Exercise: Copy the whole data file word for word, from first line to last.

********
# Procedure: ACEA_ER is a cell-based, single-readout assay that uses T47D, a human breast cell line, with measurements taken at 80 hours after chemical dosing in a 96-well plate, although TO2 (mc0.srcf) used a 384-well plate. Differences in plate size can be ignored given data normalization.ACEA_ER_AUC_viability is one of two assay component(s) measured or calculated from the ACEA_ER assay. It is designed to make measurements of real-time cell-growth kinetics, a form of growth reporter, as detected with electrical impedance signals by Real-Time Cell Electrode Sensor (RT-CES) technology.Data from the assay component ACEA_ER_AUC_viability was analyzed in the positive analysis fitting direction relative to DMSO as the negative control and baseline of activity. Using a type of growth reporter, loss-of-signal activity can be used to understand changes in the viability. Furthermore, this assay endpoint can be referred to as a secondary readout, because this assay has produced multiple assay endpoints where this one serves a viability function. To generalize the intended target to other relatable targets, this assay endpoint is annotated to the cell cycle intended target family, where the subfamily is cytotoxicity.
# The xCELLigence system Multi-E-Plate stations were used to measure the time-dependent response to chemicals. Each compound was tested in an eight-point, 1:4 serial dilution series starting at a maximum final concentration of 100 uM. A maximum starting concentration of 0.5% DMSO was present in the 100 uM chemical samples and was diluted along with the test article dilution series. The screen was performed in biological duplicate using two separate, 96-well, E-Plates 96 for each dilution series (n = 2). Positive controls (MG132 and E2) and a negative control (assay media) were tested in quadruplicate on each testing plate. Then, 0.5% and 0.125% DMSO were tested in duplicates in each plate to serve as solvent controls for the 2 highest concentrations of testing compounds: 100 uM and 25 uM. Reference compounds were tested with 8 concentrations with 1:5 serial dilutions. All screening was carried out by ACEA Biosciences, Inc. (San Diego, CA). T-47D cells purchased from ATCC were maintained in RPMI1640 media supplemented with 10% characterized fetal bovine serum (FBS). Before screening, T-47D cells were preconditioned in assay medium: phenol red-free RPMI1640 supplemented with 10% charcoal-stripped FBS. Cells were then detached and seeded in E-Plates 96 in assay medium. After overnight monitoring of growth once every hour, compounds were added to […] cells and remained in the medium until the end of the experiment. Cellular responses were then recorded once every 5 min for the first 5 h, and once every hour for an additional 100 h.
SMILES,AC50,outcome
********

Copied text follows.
# Procedure: ACEA_ER is a cell-based, single-readout assay that uses T47D, a human breast cell line, with measurements taken at 80 hours after chemical dosing in a 96-well plate, although TO2 (mc0.srcf) used a 384-well plate. Differences in plate size can be ignored given data normalization.ACEA_ER_AUC_viability is one of two assay component(s) measured or calculated from the ACEA_ER assay. It is designed to make measurements of real-time cell-growth kinetics, a form of growth reporter, as detected with electrical impedance signals by Real-Time Cell Electrode Sensor (RT-CES) technology.Data from the assay component ACEA_ER_AUC_viability was analyzed in the positive analysis fitting direction relative to DMSO as the negative control and baseline of activity. Using a type of growth reporter, loss-of-signal activity can be used to understand changes in the viability. Furthermore, this assay endpoint can be referred to as a secondary readout, because this assay has produced multiple assay endpoints where this one serves a viability function. To generalize the intended target to other relatable targets, this assay endpoint is annotated to the cell cycle intended target family, where the subfamily is cytotoxicity.
# The xCELLigence system Multi-E-Plate stations were used to measure the time-dependent response to chemicals. Each compound was tested in an eight-point, 1:4 serial dilution series starting at a maximum final concentration of 100 uM. A maximum starting concentration of 0.5% DMSO was present in the 100 uM chemical samples and was diluted along with the test article dilution series. The screen was performed in biological duplicate using two separate, 96-well, E-Plates 96 for each dilution series (n = 2). Positive controls (MG132 and E2) and a negative control (assay media) were tested in quadruplicate on each testing plate. Then, 0.5% and 0.125% DMSO were tested in duplicates in each plate to serve as solvent controls for the 2 highest concentrations of testing compounds: 100 uM and 25 uM. Reference compounds were tested with 8 concentrations with 1:5 serial dilutions. All screening was carried out by ACEA Biosciences, Inc. (San Diego, CA). T-47D cells purchased from ATCC were maintained in RPMI1640 media supplemented with 10% characterized fetal bovine serum (FBS). Before screening, T-47D cells were preconditioned in assay medium: phenol red-free RPMI1640 supplemented with 10% charcoal-stripped FBS. Cells were then detached and seeded in E-Plates 96 in assay medium. After overnight monitoring of growth once every hour, compounds were added to […] cells and remained in the medium until the end of the experiment. Cellular responses were then recorded once every 5 min for the first 5 h, and once every hour for an additional 100 h.
SMILES,AC50,outcome